Sierra Leone Journalists’ ability to hold power to account will be more necessary than ever. The media must not waste this opportunity. Sierra Leone Live will not.
Well, if Ernest Bai Koroma asked for a survey to be conducted on the most popular APC presidential aspirant for the past 2018 presidential elections, and cancelled the outcome of the survey because it didn’t go the way of his favoured aspirant (Samura Mathew Wilson Kamara), then Ernest Bai Koroma is an authoritarian whose excesses must be properly checked for the good of our country’s democracy.
Let us assume that Ernest Bai Koroma was genuinely elected to govern Sierra Leone as President. Assume, moreover, that he appointed to his cabinet and sub-cabinet many men and women who are experienced and dedicated. How, then, can a president—certainly no less mentally alert—with many advisers of high caliber, produce such an undistinguished presidency that left his government declared austerity measures despite the sound economic status he inherited from his predecessor and the hike in prices of raw materials plus the many mining contracts signed by his government?
It’s a puzzlement. And it cannot be accounted for by most of the explanations currently in vogue, such as Ernest Bai Koroma an outsider businessman who really doesn’t understand the levers of national governance; or Ernest Bai Koroma surrounds himself with a “Mafia Team” whose weaknesses are the same as his own; or Ernest Bai Koroma was a bad manager who wasn’t been able to sort out decisions that a president must make from those that should be settled at lower levels; or Parliament was so uncontrollable that it allowed Ernest Bai Koroma to exercised the reins of leadership to his advantage and promote his authoritative actions, or Ernest Bai Koroma allowed the bad bureaucracy to an extent it grown beyond the span of presidential control; or many of the nation’s problems were highly intractable because Ernest Bai Koroma was busy using his presidency to amassed unexplained wealth for himself and his family members, or even all these reasons —although there is truth in all.
I would like to put forward another theory: The root of the problem is that Ernest Bai Koroma was the very first authoritative President in Sierra Leone’s history after Sierra Leone’s eleven years bloody civil war.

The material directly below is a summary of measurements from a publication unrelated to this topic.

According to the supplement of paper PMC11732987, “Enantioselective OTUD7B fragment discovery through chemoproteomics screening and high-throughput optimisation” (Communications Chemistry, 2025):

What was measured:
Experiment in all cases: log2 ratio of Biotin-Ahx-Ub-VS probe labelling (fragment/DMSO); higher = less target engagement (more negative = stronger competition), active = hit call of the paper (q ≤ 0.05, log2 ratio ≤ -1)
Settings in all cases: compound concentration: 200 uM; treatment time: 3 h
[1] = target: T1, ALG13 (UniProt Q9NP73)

“A blooded dictatorship President”—using a definition by Aaron Wildavsky and Jack Knott—means that Koroma places “greater emphasis only on methods, procedures and instruments for making policy that will benefit his personal interest than on the content of policy itself.”
Koroma claimed to “run Sierra Leone like a business”. He wanted to do things. Yet his campaign statements should have warned us that save for using the presidency to buy unmerited international fame, his passion in government was for how things were done to meet his self-centred interest, rather than what should have been done for the general good.
He believed that if the process to satisfy his personal interest was good the product will be good. In other words, if he sets up a procedure for making policy that was criminally organised to be opened, comprehensive (his favourite words), and involved people that worked to satisfy his selfish interest, whatever came out of this pipeline was acceptable (within certain budgetary limits).
A concern for the process was not a bad thing. But Ernest Bai Koroma’s presidency made a fetish of chaos in policy development, often resulting in proposals that had not been fully explored in the interest of the general good, but his personal desire to illegally amassed wealth at the expense of the suffering majority.
But a process with no genuine intention is only a tool for getting from here to there—it is not a substitute for substance. That was why Ernest Bai Koroma’s fake process that was coined to be good in the eyes of the illiterate majority, ended up only producing conflicting, competing and confusing programmes to a point his government ended up declaring austerity measures.